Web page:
The mystery of planet 1 – Mercury dropping fast

Posted: February 7, 2012 by tallbloke in Astronomy, Astrophysics, Energy

Over on our discussion of the mysterious planet Neptune, Talkshop contributor ‘Anything is Possible’ put up a comment noting a serious inconsistency regarding Wikipedia’s entry on the planet Mercury concerning surface temperature.

Anything is possiblesays:

Hey, everyone check this out :

http://en.wikipedia.org/wiki/Mercury_(planet)

Compare the average surface temperatures given in the text :

“The mean surface temperature of Mercury is 442.5 K,[3] but it ranges from 100 K to 700 K”

with those given in the table )top RHS) :

Surface temperature
lat long min mean max
0°N 0°W 100K 340K 700K
85°N 0°W 80K 200K 380K

Explanations, anyone?

How the heck can Mercury have a “mean surface temperature of 442.5K” (a figure that has achieved wide, unthinking acceptance), when the mean temperature is 340K at the equator, and 200K at the poles?

Clearly, it can’t. Either the figures in the table are incorrect, or the figure in the text is.

If it is the latter, that represents further empirical evidence that N & Z’s application of the SB-law is far more accurate than the traditional one adopted by greenhouse theorists……

Good catch AiP! I have started a promising discussion on the talk page of Wikipedia’s entry for the planet Mercury:

Temperature

The info panel on the right of the page says the average surface temperature varies from 340K at the equator to 200K at the poles, but the main text says the overall average surface temperature is 442.5K. This is not physically possible. — Preceding comment added by tallbloke (talk) 21:49, 6 February 2012 (UTC)

Yes, I have no idea where the temperatures in the infobox come from. They need better referencing. Regards, RJH (talk) 22:21, 6 February 2012 (UTC)

Thanks. It may be that the info panel is correct and NASA’s figure is wrong. Stefan-Boltzmann has been badly misapplied to hemispheres. See https://tallbloke.files.wordpress.com/2012/01/utc_blog_reply_part-1.pdf — Preceding  comment added by tallbloke (talk) 09:19, 7 February 2012 (UTC)

While the blog apparently isn’t peer reviewed, I think the argument is strong enough to remove the inconsistent 442.5K figure from the text.agr (talk) 16:25, 7 February 2012 (UTC)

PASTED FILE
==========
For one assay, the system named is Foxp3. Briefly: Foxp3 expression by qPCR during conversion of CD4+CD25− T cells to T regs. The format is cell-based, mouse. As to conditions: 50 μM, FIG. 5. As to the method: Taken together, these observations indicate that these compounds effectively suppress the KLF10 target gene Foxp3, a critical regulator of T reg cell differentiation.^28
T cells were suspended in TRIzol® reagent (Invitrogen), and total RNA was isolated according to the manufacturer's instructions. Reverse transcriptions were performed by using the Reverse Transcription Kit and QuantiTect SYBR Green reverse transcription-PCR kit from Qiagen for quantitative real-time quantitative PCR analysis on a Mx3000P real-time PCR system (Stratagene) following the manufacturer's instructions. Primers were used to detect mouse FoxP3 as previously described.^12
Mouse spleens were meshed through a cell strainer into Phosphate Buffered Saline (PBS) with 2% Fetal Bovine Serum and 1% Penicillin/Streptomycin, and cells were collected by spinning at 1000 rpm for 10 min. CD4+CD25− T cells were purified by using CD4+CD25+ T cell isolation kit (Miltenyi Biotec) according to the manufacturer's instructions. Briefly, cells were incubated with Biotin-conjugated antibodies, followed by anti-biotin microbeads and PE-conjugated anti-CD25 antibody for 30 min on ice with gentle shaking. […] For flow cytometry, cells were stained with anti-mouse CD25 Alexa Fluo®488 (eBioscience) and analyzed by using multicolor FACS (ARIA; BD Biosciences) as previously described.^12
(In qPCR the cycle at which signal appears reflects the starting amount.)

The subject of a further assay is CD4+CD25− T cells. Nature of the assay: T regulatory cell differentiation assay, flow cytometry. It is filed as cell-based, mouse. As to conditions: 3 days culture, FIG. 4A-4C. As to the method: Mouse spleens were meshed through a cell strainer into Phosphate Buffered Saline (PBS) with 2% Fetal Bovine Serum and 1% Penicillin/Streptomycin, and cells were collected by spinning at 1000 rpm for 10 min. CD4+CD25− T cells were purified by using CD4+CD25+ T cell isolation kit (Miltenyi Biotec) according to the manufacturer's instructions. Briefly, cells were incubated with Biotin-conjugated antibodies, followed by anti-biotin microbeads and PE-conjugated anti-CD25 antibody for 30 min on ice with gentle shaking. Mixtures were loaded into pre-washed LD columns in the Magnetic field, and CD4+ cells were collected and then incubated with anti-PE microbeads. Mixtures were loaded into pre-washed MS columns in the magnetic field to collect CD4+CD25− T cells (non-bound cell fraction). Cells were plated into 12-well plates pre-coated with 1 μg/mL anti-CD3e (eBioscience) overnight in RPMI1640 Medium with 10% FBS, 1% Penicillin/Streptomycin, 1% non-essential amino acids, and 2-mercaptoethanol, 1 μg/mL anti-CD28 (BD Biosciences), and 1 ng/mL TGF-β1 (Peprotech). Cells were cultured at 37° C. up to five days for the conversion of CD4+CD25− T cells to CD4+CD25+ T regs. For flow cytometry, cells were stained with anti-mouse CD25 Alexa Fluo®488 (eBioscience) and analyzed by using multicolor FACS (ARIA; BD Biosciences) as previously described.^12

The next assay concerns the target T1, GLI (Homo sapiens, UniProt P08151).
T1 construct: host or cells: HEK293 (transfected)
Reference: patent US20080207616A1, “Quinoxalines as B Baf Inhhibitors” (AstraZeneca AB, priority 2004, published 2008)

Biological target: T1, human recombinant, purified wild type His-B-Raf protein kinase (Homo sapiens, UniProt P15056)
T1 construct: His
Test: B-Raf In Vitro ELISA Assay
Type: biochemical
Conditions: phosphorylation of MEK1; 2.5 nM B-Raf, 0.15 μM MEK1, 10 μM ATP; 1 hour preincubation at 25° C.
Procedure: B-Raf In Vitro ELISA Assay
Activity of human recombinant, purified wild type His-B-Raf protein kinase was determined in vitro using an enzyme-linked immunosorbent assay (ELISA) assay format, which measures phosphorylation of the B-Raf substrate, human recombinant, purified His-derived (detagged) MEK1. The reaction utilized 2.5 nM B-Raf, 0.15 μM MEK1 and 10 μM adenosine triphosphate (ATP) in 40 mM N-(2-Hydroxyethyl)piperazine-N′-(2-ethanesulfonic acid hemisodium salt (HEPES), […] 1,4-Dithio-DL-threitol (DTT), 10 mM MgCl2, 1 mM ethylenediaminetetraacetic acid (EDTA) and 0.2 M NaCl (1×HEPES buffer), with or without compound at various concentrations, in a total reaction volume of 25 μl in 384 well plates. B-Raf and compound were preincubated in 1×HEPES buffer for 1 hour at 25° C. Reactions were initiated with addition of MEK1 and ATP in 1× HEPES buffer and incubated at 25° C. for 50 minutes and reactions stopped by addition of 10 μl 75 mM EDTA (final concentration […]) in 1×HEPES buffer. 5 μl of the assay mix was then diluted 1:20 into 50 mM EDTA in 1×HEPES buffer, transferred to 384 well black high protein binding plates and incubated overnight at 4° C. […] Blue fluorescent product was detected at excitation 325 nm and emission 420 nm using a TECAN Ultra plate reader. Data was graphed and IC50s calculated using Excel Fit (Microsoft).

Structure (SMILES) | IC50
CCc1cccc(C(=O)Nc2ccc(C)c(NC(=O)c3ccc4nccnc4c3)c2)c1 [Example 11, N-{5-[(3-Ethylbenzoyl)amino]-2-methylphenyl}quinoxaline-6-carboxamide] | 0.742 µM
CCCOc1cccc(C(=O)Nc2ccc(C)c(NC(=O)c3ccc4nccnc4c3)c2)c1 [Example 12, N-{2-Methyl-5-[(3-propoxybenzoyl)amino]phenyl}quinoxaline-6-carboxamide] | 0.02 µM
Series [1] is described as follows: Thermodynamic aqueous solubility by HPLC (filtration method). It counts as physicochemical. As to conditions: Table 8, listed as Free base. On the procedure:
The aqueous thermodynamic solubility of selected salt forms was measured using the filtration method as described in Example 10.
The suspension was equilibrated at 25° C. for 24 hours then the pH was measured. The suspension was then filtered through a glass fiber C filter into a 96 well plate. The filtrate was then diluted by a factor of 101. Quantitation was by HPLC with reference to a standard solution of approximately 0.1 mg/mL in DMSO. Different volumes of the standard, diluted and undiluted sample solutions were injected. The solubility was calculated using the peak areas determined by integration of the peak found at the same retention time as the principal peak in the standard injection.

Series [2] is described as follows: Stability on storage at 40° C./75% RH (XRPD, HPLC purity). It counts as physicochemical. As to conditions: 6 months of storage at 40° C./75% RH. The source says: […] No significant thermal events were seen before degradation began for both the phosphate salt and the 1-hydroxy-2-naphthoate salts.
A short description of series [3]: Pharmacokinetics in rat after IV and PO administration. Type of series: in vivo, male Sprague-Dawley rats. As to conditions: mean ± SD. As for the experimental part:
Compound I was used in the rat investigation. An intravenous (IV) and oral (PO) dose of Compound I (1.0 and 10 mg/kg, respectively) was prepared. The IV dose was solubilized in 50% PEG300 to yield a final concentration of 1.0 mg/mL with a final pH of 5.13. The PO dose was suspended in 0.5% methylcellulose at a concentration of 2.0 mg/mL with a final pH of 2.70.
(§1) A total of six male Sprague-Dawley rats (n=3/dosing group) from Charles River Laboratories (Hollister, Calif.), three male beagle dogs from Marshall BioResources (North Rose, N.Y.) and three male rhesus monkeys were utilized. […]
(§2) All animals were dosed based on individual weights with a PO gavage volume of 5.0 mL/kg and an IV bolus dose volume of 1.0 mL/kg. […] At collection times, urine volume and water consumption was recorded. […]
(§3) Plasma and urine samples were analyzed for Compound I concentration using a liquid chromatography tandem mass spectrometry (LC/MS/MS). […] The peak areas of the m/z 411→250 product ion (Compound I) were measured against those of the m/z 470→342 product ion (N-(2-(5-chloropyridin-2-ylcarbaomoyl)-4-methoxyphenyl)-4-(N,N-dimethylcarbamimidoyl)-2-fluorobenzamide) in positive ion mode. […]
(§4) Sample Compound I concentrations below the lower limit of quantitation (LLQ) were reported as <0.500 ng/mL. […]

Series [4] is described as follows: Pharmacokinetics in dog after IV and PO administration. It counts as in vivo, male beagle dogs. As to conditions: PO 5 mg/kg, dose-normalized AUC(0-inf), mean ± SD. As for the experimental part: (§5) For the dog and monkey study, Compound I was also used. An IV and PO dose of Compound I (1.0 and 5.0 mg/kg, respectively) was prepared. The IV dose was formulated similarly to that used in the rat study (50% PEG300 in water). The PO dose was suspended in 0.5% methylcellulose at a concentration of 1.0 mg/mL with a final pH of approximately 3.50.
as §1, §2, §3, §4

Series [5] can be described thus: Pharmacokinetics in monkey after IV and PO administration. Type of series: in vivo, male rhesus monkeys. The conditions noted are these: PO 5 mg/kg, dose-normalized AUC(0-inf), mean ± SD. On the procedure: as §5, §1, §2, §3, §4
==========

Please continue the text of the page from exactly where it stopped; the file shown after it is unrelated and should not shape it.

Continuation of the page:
It’s only inconsistent if we have a valid reference for the infobox data. Do we? (They seem also to contradict the value of 167K maximum “on the polar plains” given (and referenced) in Geology of Mercury, and the 90K minimum claimed in the lede.) —Roentgenium111 (talk) 17:12, 7 February 2012 (UTC)

I found this, but I haven’t had a chance to check the references it cites. —agr (talk) 18:36, 7 February 2012 (UTC)

Watch this space for further updates as the discussion progresses. 🙂

Comments
  1. tallbloke says:

    Maybe this could be the start of a ‘Domino effect’. 🙂

  2. Zeke says:

    That is Venus. (:

  3. Michael Hart says:

    Don’t forget all that Holder’s-inequality stuff wrt the S-B radiation laws. I think there’s more than two ways to dice this carrot. Before making a judgement, I would want to see how this average is calculated. Is it “area-averaged” or “time-averaged [day/night/season]”, or “both”? My maths is somewhat rusty, but I think that the ‘algorithms’ may not exhibit commutativity?

    I have also just read this:
    “Extraterrestrial seasons are hardly noticeable on some planets (Venus), mindbogglingly extreme on others (Uranus) and in some cases simply impossible to define (Mercury).”
    at:
    http://science.nasa.gov/science-news/science-at-nasa/2000/interplanetaryseasons/

  4. tallbloke says:

    Informative write up about the Messenger mission here. Silent on temperature though:
    http://www.eurekalert.org/pub_releases/2011-09/ci-mnl092911.php

  5. Bill Norton says:

    Two-hemisphere model for Mercury:

    Mercury Teff = 433.8K

    MST: 307.8 to 433.8 for Tcold: 100 to 433.8K

    Read in six columns: Etot; Tcold; Ecold; Ehot; Thot; Tavg(MST)
    Ex = Energy(total surface, or cold hemisphere, or hot hemisphere)

    
       Etot       Tc      Ecold       Ehot      Thot    Tavg(MST)
    1.50191E+11   100   2.121E+08   1.500E+11   515.7   307.8
    1.50191E+11   125   5.178E+08   1.497E+11   515.4   320.2
    1.50191E+11   150   1.074E+09   1.491E+11   514.9   332.5
    1.50191E+11   175   1.989E+09   1.482E+11   514.2   344.6
    1.50191E+11   200   3.393E+09   1.468E+11   512.9   356.5
    1.50191E+11   225   5.435E+09   1.448E+11   511.1   368.1
    1.50191E+11   250   8.284E+09   1.419E+11   508.6   379.3
    1.50191E+11   255   8.967E+09   1.412E+11   508.0   381.5
    1.50191E+11   300   1.718E+10   1.330E+11   500.4   400.2
    1.50191E+11   350   3.182E+10   1.184E+11   486.1   418.0
    1.50191E+11   400   5.429E+10   9.590E+10   461.1   430.6
    1.50191E+11   433.8 7.510E+10   7.510E+10   433.8   433.8